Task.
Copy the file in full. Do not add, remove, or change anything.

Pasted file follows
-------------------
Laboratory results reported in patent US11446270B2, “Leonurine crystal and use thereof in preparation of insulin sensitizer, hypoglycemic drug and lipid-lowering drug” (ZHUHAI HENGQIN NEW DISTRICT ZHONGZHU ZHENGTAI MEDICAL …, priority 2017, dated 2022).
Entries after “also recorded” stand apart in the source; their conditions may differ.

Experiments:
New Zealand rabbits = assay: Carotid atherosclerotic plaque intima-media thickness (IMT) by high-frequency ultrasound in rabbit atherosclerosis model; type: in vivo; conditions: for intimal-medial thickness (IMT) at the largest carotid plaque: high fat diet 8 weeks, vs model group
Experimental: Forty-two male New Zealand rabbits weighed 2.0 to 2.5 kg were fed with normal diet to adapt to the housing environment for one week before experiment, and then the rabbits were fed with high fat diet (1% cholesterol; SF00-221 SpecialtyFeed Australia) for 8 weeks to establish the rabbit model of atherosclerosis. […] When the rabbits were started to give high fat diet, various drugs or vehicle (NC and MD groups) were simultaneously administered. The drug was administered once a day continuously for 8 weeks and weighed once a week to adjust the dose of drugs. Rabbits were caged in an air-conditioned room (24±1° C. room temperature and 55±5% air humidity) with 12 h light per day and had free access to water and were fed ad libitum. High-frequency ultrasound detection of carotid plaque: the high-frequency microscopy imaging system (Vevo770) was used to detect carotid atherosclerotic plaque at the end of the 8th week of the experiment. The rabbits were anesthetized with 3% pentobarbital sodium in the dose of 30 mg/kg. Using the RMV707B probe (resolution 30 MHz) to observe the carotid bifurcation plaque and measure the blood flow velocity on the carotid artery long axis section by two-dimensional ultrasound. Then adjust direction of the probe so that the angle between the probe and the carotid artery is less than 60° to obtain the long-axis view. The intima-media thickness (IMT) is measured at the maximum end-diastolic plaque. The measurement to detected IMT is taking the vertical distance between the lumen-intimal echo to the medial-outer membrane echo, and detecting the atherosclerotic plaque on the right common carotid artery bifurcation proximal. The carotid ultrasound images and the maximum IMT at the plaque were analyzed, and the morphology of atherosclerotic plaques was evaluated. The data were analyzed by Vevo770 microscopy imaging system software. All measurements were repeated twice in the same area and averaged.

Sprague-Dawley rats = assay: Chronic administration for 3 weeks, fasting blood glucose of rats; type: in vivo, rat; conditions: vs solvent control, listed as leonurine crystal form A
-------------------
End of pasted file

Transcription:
Laboratory results reported in patent US11446270B2, “Leonurine crystal and use thereof in preparation of insulin sensitizer, hypoglycemic drug and lipid-lowering drug” (ZHUHAI HENGQIN NEW DISTRICT ZHONGZHU ZHENGTAI MEDICAL …, priority 2017, dated 2022).
Entries after “also recorded” stand apart in the source; their conditions may differ.

Experiments:
New Zealand rabbits = assay: Carotid atherosclerotic plaque intima-media thickness (IMT) by high-frequency ultrasound in rabbit atherosclerosis model; type: in vivo; conditions: for intimal-medial thickness (IMT) at the largest carotid plaque: high fat diet 8 weeks, vs model group
Experimental: Forty-two male New Zealand rabbits weighed 2.0 to 2.5 kg were fed with normal diet to adapt to the housing environment for one week before experiment, and then the rabbits were fed with high fat diet (1% cholesterol; SF00-221 SpecialtyFeed Australia) for 8 weeks to establish the rabbit model of atherosclerosis. […] When the rabbits were started to give high fat diet, various drugs or vehicle (NC and MD groups) were simultaneously administered. The drug was administered once a day continuously for 8 weeks and weighed once a week to adjust the dose of drugs. Rabbits were caged in an air-conditioned room (24±1° C. room temperature and 55±5% air humidity) with 12 h light per day and had free access to water and were fed ad libitum. High-frequency ultrasound detection of carotid plaque: the high-frequency microscopy imaging system (Vevo770) was used to detect carotid atherosclerotic plaque at the end of the 8th week of the experiment. The rabbits were anesthetized with 3% pentobarbital sodium in the dose of 30 mg/kg. Using the RMV707B probe (resolution 30 MHz) to observe the carotid bifurcation plaque and measure the blood flow velocity on the carotid artery long axis section by two-dimensional ultrasound. Then adjust direction of the probe so that the angle between the probe and the carotid artery is less than 60° to obtain the long-axis view. The intima-media thickness (IMT) is measured at the maximum end-diastolic plaque. The measurement to detected IMT is taking the vertical distance between the lumen-intimal echo to the medial-outer membrane echo, and detecting the atherosclerotic plaque on the right common carotid artery bifurcation proximal. The carotid ultrasound images and the maximum IMT at the plaque were analyzed, and the morphology of atherosclerotic plaques was evaluated. The data were analyzed by Vevo770 microscopy imaging system software. All measurements were repeated twice in the same area and averaged.

Sprague-Dawley rats = assay: Chronic administration for 3 weeks, fasting blood glucose of rats; type: in vivo, rat; conditions: vs solvent control, listed as leonurine crystal form A